cover image Always Coca-Cola: A Novel

Always Coca-Cola: A Novel

Alexandra Chreiteh, trans. from the Arabic by Michelle Hartman. Interlink, $25 (126p) ISBN 978-1-56656-873-9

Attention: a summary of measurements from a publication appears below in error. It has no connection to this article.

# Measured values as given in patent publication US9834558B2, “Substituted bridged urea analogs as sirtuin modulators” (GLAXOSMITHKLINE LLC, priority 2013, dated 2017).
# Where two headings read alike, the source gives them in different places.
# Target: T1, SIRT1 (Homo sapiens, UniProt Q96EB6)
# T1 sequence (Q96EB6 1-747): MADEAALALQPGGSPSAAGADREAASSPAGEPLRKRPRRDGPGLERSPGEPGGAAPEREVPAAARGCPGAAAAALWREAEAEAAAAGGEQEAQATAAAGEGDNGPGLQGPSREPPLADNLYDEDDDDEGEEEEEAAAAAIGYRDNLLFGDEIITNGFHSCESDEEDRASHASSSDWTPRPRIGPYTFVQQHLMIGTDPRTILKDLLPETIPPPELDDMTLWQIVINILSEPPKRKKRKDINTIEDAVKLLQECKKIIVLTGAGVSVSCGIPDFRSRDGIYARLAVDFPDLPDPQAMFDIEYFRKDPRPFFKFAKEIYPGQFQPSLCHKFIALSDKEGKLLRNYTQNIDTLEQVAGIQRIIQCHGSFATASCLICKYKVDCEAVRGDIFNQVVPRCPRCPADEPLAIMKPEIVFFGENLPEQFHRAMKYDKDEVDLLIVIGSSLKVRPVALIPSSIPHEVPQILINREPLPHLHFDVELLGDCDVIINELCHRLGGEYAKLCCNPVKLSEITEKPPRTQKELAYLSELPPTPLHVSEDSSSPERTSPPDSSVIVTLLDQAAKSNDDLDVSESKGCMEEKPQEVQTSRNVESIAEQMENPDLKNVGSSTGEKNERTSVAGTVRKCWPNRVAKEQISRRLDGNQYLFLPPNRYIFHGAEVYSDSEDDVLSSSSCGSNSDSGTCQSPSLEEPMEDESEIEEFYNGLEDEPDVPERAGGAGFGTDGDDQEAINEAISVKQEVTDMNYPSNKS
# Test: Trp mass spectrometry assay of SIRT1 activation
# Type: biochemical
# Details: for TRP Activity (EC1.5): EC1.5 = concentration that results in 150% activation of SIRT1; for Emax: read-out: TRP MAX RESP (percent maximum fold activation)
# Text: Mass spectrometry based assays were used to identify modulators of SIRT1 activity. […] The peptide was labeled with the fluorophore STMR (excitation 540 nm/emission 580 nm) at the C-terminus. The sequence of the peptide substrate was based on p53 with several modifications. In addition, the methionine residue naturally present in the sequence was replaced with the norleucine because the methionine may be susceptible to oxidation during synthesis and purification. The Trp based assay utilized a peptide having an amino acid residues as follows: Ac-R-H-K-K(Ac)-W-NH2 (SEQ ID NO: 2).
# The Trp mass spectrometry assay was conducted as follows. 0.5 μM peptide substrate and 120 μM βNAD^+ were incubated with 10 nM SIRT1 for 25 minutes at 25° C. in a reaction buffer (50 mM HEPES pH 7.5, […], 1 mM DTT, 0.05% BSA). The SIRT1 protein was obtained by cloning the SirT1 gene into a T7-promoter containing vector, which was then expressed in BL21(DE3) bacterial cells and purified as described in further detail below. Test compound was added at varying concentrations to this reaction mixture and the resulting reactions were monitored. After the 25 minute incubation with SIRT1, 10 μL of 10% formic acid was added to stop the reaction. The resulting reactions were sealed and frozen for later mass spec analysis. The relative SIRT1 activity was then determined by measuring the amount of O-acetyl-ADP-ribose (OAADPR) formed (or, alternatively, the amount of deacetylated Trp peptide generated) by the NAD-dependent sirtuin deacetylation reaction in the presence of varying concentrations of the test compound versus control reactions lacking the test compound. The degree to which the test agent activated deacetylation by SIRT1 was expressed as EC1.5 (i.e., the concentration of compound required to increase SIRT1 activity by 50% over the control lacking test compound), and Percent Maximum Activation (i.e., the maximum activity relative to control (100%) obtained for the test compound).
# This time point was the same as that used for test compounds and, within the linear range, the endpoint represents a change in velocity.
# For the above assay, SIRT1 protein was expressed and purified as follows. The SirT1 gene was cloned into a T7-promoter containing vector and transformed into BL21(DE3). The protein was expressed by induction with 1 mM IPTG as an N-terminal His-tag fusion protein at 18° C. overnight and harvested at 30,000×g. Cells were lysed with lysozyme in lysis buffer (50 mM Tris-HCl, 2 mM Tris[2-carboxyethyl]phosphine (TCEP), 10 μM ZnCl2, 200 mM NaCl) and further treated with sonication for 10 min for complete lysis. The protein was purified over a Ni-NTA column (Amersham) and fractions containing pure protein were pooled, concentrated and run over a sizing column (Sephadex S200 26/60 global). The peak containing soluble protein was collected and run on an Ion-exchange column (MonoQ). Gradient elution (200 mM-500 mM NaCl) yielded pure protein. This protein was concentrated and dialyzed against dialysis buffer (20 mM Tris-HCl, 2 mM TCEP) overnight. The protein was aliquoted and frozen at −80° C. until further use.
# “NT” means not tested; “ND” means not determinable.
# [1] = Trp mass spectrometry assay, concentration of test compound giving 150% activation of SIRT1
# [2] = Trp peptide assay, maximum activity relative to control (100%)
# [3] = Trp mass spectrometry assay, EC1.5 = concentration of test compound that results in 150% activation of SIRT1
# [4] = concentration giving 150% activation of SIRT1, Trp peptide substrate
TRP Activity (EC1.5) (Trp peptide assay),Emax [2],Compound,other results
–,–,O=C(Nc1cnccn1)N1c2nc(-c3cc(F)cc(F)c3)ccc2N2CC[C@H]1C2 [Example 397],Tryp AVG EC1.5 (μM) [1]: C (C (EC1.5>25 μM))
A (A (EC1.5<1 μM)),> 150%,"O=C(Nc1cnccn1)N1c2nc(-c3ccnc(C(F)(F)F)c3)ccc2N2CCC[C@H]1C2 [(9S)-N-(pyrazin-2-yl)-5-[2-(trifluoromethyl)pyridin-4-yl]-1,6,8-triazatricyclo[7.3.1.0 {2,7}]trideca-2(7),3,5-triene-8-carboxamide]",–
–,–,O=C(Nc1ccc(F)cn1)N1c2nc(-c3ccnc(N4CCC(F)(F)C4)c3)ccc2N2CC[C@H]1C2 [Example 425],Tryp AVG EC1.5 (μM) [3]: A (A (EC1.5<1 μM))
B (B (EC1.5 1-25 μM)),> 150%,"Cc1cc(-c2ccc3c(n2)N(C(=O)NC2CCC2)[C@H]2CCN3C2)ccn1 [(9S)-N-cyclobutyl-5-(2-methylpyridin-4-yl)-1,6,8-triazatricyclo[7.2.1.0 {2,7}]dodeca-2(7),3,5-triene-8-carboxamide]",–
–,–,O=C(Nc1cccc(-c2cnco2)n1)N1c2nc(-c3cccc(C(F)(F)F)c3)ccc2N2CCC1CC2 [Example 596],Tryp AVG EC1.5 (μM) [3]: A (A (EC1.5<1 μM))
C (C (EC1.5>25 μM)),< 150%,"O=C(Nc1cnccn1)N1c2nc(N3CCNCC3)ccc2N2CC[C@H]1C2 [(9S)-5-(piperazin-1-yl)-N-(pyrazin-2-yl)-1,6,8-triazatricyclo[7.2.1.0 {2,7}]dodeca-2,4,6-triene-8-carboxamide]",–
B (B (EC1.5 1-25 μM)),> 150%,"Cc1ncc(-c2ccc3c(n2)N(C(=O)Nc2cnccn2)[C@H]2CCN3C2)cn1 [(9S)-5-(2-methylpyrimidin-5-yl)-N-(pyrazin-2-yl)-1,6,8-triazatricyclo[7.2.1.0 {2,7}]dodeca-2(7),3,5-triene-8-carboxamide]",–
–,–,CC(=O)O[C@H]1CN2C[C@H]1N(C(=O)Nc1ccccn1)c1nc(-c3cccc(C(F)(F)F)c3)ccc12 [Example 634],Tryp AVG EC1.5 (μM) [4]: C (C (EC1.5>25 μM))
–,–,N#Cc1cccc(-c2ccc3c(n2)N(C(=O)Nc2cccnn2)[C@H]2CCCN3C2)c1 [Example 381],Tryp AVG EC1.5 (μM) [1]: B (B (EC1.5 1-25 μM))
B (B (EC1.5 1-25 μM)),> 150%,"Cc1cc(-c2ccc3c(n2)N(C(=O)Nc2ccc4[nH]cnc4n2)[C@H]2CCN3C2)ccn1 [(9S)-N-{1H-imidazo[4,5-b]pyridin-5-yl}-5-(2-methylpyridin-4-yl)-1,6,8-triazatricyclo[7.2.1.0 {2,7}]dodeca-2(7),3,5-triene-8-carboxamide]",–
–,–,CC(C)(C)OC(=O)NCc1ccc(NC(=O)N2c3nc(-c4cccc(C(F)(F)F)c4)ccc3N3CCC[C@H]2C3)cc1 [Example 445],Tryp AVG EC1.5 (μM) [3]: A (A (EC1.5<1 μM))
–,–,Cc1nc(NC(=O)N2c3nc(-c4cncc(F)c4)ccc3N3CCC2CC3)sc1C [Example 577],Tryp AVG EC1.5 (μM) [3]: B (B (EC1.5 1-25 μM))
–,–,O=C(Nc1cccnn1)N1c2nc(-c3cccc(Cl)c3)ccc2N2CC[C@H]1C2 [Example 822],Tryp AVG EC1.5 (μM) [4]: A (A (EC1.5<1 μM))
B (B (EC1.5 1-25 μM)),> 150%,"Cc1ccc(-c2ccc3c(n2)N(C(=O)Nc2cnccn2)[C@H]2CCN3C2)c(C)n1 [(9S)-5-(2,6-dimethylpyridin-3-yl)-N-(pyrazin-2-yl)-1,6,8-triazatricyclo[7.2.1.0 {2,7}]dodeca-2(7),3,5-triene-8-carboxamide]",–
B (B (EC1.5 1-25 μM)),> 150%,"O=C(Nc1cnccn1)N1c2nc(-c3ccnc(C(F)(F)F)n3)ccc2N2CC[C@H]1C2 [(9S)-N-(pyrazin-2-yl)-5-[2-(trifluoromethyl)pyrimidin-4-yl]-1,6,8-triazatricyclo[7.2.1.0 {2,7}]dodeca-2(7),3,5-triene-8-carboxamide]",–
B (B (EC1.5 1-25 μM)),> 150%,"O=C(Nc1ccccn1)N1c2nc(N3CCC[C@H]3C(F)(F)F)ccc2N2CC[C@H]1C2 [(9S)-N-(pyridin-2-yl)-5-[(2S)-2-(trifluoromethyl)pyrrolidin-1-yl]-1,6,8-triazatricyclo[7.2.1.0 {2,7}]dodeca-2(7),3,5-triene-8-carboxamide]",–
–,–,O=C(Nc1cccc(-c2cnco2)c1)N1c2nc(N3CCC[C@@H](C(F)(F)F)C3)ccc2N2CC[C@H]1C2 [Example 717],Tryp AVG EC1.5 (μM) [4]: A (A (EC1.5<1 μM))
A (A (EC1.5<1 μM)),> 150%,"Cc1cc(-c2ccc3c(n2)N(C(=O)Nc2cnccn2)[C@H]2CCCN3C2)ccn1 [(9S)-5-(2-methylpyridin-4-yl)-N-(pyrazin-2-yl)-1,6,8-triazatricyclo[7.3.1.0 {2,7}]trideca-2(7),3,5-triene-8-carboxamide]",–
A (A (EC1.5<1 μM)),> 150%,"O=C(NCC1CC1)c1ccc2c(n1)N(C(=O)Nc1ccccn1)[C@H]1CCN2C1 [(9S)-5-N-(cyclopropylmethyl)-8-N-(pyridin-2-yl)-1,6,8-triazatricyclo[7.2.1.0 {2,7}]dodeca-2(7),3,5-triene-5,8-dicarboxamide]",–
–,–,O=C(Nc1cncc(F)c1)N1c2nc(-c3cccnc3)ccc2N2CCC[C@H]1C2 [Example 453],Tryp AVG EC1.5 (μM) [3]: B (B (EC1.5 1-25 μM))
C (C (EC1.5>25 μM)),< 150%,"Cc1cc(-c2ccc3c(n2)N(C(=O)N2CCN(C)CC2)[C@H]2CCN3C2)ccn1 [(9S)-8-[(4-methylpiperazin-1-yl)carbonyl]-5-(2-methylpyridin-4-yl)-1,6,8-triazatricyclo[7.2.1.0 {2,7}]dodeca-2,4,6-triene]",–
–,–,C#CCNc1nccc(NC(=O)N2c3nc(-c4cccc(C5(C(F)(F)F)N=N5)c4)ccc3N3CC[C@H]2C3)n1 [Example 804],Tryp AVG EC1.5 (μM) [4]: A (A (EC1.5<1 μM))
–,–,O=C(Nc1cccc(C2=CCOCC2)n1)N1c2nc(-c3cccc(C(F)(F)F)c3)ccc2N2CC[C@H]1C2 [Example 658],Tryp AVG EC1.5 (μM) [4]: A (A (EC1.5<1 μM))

When university student Abeer Ward looks out the window of her Beirut bedroom, she sees a giant Coca-Cola ad across the street featuring her best friend Yana. The influence of the Occident persists not only in the billboard%E2%80%94and Abeer%E2%80%99s Coke-bottle-shaped birthmark%E2%80%94, but in the choices she and her friends make. Na%C3%AFve, demure, and obedient, Abeer blends into the background compared to Yana, and similarly, Abeer%E2%80%99s very real problems tend to be given short shrift in relation to Yana%E2%80%99s unplanned pregnancy. Abeer%E2%80%99s name means %E2%80%9Cfragrant rose,%E2%80%9D and like the flower, she feels that her value depends on beauty and purity. Living in fear that one wrong move will garner her father%E2%80%99s and society%E2%80%99s disapproval, she won%E2%80%99t use a tampon for fear that doing so would sully her virginity. Chreiteh%E2%80%99s character development and figurative language is strong, and there are moments of humor, but this debut%E2%80%94like its narrator%E2%80%94is not quite ready to face the world. Pacing issues persist: four pages are spent on an impending menstrual period, while Abeer%E2%80%99s crucial moment earns only a page, and the ending is rushed. The language is sometimes overly formal, though translator Hartman notes in her afterward that Chreiteh chose to write in Modern Standard Arabic, a formal language that differs from everyday spoken language. This is a decent debut, and Chreiteh%E2%80%99s future work has potential if given the right attention,%C2%A0direction, and editing. (Dec.)